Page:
Keeping up with the times, background investigators have now added a few questions to their checklist to proactively protect a department's image, such as, "Could there be anything on the Internet you have posted that you need to declare?"
This question has come up several times recently when discussing police applicant background investigations. Granted, it should go without saying, but here goes. The point is that you should now expect background investigators to check out your presence on "social networking" Websites. Yes, that's right. So think twice before you put something stupid out there in cyberspace.
Social Networking Sites
I'm not going to name any one in particular, but you know which Websites I'm talking about. There's a plethora out there. Some are generic, while some focus on specific interests and locations. Matters not; the investigators are going to find them and anything you said or wrote that is totally stupid.
The old school investigators used to get their hands on your high school annual to read about your youthful exploits. Being voted the "most likely to be incarcerated" will not get bonus points with the civil service board. But now what they'll be reading has been authored by you, not classmates.
Now, there are high-tech investigations going on with several of the social networking Websites. Most offer assistance to law enforcement. Egad! Some tricky investigator may even have a stealth site just to check you out. One cannot consider this a joke or youthful prank. Just remember if we can find it, so can others. Say if you are hired and somebody wants to create some reverse problems for you since you are now the fuzz. If you posted it and all of the nonsense, you'll reap what you sow.
Am I against these sites? No, I am not by any means. In fact, I post on one myself for professional reasons. But I am guarded about the information I provide because whatever I place there, all - and I mean all - can see it somehow or other.
I would be wary of posting party photos or referencing gang affiliations, youthful indiscretions, or any mention of your sex, drugs, and rock n' roll exploits. Remember here you are trying to obtain employment with a law enforcement agency, not get recruited by a rock band.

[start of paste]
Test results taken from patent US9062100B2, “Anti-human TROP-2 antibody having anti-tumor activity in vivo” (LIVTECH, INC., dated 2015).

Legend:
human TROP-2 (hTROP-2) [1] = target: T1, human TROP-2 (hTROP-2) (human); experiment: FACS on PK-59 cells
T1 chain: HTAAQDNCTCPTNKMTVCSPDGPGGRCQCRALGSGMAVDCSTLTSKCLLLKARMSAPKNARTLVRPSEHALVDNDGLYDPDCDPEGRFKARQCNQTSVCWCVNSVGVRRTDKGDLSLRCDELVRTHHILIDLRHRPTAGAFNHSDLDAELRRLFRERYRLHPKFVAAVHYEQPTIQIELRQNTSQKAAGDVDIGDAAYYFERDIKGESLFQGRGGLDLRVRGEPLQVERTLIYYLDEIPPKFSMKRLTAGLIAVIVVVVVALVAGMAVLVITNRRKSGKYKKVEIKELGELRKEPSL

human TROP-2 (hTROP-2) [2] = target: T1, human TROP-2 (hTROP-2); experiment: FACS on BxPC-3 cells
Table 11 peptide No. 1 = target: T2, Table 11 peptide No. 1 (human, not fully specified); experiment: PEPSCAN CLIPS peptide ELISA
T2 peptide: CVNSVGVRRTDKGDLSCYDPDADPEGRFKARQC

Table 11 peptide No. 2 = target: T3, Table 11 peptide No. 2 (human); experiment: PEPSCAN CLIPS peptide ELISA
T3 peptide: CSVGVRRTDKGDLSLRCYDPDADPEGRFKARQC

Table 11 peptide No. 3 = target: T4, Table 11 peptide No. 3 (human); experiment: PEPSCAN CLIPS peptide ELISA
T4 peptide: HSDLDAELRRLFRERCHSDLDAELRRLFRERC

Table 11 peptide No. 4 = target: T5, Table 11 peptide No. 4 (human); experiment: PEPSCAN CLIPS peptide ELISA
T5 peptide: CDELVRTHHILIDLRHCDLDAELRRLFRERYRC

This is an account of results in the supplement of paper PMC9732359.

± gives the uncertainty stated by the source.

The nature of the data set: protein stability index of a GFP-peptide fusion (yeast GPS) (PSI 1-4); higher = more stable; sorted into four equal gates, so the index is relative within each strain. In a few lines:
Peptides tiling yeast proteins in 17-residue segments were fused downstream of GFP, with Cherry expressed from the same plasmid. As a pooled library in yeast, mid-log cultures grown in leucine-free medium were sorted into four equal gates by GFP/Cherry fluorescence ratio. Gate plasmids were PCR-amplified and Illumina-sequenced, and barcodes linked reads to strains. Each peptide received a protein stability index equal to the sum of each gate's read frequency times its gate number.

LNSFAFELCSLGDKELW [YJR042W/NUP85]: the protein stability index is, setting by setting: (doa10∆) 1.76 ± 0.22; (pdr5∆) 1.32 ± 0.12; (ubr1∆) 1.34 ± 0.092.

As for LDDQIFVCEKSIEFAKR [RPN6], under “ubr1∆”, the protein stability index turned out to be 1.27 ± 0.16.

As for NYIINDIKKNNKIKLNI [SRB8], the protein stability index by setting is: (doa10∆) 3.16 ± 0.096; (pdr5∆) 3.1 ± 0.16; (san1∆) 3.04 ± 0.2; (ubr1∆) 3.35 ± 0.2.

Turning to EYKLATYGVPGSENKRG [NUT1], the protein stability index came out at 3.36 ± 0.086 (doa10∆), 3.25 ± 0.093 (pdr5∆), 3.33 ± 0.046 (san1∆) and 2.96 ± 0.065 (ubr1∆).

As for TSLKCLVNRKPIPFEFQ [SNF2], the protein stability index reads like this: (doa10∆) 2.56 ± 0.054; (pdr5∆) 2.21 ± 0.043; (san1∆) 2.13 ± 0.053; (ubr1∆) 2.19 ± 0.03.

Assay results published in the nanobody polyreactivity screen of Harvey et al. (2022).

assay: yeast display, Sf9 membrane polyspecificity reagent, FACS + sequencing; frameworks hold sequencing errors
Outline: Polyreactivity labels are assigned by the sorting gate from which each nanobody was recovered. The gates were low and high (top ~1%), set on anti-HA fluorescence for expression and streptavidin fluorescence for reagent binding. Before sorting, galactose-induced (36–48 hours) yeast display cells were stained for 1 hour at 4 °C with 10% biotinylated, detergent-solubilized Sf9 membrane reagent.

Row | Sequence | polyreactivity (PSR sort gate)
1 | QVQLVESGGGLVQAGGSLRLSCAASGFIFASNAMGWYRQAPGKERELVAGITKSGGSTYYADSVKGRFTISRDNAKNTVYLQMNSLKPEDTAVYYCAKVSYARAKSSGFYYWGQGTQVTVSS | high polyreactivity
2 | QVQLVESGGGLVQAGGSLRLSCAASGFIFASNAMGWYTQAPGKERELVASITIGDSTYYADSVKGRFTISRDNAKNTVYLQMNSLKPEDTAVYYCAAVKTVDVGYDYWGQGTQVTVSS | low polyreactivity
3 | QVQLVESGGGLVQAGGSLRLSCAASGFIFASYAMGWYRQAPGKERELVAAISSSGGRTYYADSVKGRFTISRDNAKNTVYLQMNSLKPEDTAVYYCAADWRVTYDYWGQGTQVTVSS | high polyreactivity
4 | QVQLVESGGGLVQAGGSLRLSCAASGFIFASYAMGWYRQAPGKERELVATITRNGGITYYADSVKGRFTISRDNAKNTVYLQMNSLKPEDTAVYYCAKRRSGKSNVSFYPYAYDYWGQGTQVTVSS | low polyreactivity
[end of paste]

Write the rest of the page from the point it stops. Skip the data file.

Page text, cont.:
The point here is it's a fact that the current generation of applicants is actively participating in Internet networking - which is fine. I think it is awesome to reunite with pals or keep up with long distance friends. I just chatted with a colleague of mine in Iraq. But, think about what you are posting. If your mother or priest cannot see it without coming after you, don't do it. Your employment future could be at stake.
More Ink Issues
The other day an esteemed colleague of mine who is a gang investigator told me this story. It seems that a recruit had some questionable ink (tattoos) on his body that raised the ire of the academy staff. The recruit stated that the tats did not mean what the academy staff thought they meant. It was a youthful indiscretion, no harm done.
Then the colleague of mine was brought in to read the tattoos and give his definitions of what they meant. Bottom line, the soon to be ex-recruit was at the minimum a former gang member.
I have told you in previous columns about tattoos and police work. Some places don't allow them if they are visible at all. Others may and the policy continues to change. What is more worrisome is the symbols. You may know what they mean and it could be harmless, but how Mr. and Mrs. Average Citizen see them is often the litmus test. No, I am not anti-tattoos - I have several of my own. Just be considerate of the type, placement, and what the repercussions may be.
Let's face it; it is difficult to get that job you want in law enforcement. My goal is to keep the good stream of applicants flowing to their dream and my profession. What I do not want is for you, during one momentary lapse of reasoning, to blow your chances of getting that dream job.